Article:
Singapore Aviation Show ExpereinceThe anti-ship missile is one of the simplest and most cost-effective ways to increase a navy’s firepower, and consequently remains a key weapon in global naval arsenals. The Asia-Pacific is the fastest growing market for these weapons: China’s increased pressure on Taiwan and exchanges of warning shots by North and South Korea’s navies highlight ongoing maritime disputes in the region that are pushing broad naval modernisation. Anti-ship missiles are a vital component of this, with many regional nations investing heavily in domestically manufacturing these weapons.

During the Cold War, anti-ship missiles (AShMs) were heavily produced as primary weapons for use against shipping, but with conflict shifting to counter-terror operations and ‘small wars’ in the 2000s, production waned. However, with conflict in Europe and greatly increased tensions in the Asia-Pacific, focus is once again shifting towards AShMs and production is increasing after years of decline. Around 6,000 new AShMs are expected to be manufactured over the next two decades.

Most AShMs in the Asia-Pacific are fairly conventional subsonic weapons, but new generations are becoming faster, smarter, and stealthy, with supersonic and hypersonic weapons blurring the line between anti-ship and ballistic missiles. However, slower, simpler and cheaper AShMs continue to dominate military inventories, providing a nevertheless significant anti-shipping capability that is highly valued by nations in the Asia-Pacific.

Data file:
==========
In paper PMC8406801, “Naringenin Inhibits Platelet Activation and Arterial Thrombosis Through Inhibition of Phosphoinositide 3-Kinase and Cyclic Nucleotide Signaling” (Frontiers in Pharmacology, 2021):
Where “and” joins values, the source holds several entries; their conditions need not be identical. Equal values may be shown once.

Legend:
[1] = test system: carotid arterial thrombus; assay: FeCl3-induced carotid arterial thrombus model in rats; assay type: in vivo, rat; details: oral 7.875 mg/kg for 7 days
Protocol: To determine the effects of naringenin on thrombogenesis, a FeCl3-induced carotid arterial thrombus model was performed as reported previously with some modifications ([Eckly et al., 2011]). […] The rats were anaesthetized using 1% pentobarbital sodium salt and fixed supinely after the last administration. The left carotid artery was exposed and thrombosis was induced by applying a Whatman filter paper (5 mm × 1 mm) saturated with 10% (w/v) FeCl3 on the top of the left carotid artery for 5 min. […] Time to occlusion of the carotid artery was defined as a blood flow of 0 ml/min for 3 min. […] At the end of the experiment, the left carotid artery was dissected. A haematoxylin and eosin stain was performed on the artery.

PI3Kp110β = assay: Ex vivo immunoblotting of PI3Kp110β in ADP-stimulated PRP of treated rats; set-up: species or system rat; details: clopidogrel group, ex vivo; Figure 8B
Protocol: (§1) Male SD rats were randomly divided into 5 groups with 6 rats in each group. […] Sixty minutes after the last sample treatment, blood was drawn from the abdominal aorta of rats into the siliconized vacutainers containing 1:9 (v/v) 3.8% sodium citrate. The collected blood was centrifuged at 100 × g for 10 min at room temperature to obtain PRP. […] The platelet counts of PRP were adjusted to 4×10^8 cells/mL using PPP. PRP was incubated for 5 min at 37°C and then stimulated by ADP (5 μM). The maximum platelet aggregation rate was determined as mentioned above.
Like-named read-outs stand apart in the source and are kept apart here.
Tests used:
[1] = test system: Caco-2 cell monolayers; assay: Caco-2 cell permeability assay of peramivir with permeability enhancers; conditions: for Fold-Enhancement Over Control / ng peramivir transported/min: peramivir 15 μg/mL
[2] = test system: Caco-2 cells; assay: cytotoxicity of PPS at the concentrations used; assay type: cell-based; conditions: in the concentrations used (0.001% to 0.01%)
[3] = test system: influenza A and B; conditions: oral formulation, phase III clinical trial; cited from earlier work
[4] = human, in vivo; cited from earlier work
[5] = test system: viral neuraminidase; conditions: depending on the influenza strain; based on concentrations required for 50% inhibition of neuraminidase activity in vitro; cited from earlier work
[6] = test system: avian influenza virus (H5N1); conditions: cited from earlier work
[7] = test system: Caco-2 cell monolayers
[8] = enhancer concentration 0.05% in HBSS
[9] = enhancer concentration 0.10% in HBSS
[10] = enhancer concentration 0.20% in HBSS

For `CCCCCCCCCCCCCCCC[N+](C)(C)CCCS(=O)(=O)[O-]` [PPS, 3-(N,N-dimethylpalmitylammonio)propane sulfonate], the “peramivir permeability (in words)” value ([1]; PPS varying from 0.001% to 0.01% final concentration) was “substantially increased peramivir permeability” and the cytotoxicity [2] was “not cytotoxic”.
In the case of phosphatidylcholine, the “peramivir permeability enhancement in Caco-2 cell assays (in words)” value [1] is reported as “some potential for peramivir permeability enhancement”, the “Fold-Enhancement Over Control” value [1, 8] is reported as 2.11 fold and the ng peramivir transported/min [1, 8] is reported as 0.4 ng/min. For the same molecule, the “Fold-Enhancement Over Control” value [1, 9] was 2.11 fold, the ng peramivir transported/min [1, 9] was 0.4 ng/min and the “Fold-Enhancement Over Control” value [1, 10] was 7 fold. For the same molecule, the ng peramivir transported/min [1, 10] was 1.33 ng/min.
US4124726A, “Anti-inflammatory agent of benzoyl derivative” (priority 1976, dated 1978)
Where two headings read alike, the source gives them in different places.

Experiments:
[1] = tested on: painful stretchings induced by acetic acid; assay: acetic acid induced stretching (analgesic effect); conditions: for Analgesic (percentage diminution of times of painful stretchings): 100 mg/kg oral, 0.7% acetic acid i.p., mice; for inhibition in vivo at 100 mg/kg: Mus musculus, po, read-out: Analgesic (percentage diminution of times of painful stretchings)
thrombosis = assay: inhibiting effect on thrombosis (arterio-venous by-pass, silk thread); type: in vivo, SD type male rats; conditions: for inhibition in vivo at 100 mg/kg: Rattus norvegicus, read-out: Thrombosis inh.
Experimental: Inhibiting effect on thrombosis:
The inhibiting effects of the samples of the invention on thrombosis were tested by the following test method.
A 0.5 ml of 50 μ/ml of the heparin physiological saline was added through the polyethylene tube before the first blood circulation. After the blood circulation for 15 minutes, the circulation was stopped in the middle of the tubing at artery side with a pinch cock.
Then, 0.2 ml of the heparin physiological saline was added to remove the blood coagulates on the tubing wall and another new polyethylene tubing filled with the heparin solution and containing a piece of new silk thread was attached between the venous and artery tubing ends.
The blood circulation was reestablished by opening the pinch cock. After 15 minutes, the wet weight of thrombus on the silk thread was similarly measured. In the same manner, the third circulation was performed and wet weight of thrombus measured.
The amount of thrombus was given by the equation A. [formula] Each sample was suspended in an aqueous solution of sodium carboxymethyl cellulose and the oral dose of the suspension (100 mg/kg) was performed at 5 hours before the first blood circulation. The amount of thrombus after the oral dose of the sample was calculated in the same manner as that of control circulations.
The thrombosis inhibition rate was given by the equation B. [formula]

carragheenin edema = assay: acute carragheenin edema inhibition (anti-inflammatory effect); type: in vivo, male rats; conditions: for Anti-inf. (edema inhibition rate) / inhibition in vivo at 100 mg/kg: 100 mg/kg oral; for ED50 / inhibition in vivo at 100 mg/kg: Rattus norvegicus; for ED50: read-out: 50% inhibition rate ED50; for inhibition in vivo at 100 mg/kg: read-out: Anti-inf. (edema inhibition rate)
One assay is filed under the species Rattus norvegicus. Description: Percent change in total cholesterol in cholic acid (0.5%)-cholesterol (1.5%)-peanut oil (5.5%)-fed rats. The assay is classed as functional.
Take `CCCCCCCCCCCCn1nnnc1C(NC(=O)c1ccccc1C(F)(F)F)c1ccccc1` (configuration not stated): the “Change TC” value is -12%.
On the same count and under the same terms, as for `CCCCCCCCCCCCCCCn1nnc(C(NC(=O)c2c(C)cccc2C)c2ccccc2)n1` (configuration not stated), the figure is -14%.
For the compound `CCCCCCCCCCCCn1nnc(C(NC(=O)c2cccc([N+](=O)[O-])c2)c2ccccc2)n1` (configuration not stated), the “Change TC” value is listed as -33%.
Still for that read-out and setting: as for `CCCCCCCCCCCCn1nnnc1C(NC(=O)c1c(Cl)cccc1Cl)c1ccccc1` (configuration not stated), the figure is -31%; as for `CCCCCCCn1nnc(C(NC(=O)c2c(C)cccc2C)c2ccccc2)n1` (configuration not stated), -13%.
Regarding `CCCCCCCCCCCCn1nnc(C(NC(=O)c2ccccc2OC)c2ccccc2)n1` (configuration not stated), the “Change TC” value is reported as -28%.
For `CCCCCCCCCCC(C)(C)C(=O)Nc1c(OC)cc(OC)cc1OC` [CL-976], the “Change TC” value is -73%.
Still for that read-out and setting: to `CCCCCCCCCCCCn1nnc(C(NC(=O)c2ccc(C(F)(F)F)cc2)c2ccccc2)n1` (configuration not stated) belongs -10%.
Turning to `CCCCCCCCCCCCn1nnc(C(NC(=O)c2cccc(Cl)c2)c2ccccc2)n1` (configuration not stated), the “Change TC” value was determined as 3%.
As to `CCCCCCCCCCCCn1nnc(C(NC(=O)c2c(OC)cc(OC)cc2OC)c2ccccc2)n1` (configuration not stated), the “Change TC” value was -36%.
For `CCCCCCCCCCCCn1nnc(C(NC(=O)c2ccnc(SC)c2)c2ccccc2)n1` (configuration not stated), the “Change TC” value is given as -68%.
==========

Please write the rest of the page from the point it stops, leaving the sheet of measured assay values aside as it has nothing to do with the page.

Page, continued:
China in particular has been the most aggressive in pursuing AShMs in the region, developing many weapons that pose a significant threat to foreign naval forces, and prompting the United States to increase its own AShM arsenal. Chinese AShMs come in all shapes and sizes, including ballistic and hypersonic weapons like the ground-based DF-21D, with 1,200km+ range. This entered service around 2010 and appears to have been developed into the ship-launched YJ-21 and air-launched CH-AS-X-13. The People’s Liberation Army Navy (PLAN) became the first to field a shiplaunched anti-ship ballistic missile, revealing a YJ-21 launch from a Type 055 cruiser in April 2022. Such weapons have alarmed foreign navies due to their ‘carrier killer’ capabilities and difficulty to intercept.

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